Ramji asks a question that – probably – does not occur to many: control of the mind. Most humans – embodiments of the Divine – are not aware that they are not the body, not the senses, not the mind. For many, the mind takes over subtly, and they are caught in the noose of attraction and aversion, of pain and pleasure, satisfaction and suffering. Religious principles have to be practised in daily life and their validity experienced. This how we learn we are not the mind.
santosh: contentment, peaceful, fulfilment, satisfaction
chitta: individual consciousness
chitta: chitta San. noun. the mind (the seat of understanding and awareness, of intellect and will); memory, thought, reflection; the soul, heart. It is the individual consciousness, composed of intelligence and intellect (buddhi), ego (ahamkāra) and mind (manas). In Vedānta, chitta is one aspect of Universal Consciousness (chit). The world hangs on the thread of consciousness – without consciousness, there is no world.
sham Hin. m. shama San. n. (from sham – to become quiet, cease) rest; tranquillity, peace of mind, having the mind under control.
shama: the discipline or practice of not allowing the mind to externalise.
śama — control of the mind
Question 35: Sir, how to control the mind?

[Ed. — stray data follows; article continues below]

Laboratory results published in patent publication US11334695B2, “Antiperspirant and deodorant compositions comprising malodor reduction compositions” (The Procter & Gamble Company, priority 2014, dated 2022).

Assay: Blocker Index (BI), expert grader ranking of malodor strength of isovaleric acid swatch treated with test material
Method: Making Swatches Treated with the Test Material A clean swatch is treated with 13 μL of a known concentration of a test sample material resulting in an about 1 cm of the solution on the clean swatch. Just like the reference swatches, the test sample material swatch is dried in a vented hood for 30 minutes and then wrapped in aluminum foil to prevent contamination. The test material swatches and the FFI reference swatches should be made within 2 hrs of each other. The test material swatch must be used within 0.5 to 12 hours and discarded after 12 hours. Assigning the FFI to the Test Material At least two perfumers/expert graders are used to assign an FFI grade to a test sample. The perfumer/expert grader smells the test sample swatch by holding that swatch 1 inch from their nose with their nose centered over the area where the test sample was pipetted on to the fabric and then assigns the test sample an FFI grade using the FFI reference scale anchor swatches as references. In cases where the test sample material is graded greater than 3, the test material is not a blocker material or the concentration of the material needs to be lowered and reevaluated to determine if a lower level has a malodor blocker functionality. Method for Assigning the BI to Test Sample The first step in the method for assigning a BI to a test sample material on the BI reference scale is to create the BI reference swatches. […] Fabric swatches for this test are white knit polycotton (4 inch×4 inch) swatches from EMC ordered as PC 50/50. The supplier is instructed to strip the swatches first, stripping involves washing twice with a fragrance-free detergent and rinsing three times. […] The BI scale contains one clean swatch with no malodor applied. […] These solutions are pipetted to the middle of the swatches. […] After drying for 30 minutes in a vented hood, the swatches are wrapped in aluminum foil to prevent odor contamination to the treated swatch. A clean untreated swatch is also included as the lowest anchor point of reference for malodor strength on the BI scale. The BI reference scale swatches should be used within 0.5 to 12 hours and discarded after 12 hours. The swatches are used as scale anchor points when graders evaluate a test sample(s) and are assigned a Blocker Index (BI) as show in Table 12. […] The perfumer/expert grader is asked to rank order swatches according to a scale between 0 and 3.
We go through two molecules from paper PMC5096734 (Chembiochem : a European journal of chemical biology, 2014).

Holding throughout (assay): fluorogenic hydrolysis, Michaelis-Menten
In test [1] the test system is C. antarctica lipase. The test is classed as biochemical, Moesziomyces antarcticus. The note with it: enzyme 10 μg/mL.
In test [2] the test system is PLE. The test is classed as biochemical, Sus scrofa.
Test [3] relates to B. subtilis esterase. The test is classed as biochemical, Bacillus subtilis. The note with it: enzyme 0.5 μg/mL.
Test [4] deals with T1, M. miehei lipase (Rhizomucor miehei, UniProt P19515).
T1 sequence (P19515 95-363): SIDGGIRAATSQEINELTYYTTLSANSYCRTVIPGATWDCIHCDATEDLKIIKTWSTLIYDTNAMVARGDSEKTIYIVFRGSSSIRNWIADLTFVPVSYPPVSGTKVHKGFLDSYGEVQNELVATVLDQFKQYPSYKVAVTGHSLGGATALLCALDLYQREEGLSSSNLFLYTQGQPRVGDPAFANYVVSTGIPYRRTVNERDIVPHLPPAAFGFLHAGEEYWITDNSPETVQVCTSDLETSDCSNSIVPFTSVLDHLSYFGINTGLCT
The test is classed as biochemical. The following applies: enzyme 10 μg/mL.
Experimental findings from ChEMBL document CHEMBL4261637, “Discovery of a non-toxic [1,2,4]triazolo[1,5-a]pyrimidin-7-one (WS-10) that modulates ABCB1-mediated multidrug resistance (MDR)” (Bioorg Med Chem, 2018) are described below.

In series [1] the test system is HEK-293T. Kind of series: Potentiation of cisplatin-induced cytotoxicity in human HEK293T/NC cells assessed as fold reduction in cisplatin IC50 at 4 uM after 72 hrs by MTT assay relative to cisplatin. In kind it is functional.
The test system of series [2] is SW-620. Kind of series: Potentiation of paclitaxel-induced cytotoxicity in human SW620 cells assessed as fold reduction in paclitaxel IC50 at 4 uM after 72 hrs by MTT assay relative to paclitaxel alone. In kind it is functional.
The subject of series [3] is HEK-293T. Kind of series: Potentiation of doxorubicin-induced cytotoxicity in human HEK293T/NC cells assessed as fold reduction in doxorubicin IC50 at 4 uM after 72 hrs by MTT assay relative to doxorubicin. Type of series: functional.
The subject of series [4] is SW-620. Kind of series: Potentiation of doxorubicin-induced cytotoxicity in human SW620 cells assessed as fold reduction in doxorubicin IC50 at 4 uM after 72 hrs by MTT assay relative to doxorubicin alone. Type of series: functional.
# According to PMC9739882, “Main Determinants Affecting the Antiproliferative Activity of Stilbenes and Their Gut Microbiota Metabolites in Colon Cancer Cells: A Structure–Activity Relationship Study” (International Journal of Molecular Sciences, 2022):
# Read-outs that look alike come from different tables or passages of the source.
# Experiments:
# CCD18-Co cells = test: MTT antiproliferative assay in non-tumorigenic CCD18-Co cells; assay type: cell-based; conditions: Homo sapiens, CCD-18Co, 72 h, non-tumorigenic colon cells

Answer: Ramji, there are two ways to control the mind, and these promote gyan (knowledge).
They are :
(i) evenness (samata) and
(ii) contentment (santosh).
A jiva who obtains tranquillity on attaining gyan, is always unaffected by anything and he is not aware of the existence or non-existence of the world. Such a jiva is liberated and is established in the Absolute.
Question 36: Sir, what are quiescence (shama) and contentment (santosh)?
Answer: Ramji, of the four sentinels of liberation (moksha) state, quiescence (shama) and contentment (santosh) are two. The control of chitta is quiescence (shama). The universe that is perceived is like a mirage. The ignorant, believing it to be real, struggle hard for the enjoyment of material objects but they never attain peace. When a jiva Withdraws his chitta from the material objects and directs it towards Atma, only then he attains peace — the Shiva state. When he attains that state, his adversaries too become his friends and all his sins are washed away. He attains peace. When quiescence is attained, intelligence becomes pure and illumined. At that stage, a jiva becomes fearless.
He who is without the feelings of likes and dislikes towards sound, touch, form, smell, taste, etc is said to be contented. Such a person is unaffected by virtue and vice and has always equanimity and peace. A contented person is never ruffled by pain and pleasure ; he is absolutely quiet and blissful within, and is divested of impurities. Such a person, although apparently in action, is always without action, because he is never affected by any action. A contented person is highly esteemed. Therefore, a seeker should first practise to achieve tranquillity. This attribute is developed after intense and prolonged endeavour and practices. When this is attained, a jiva crosses the ocean-like world.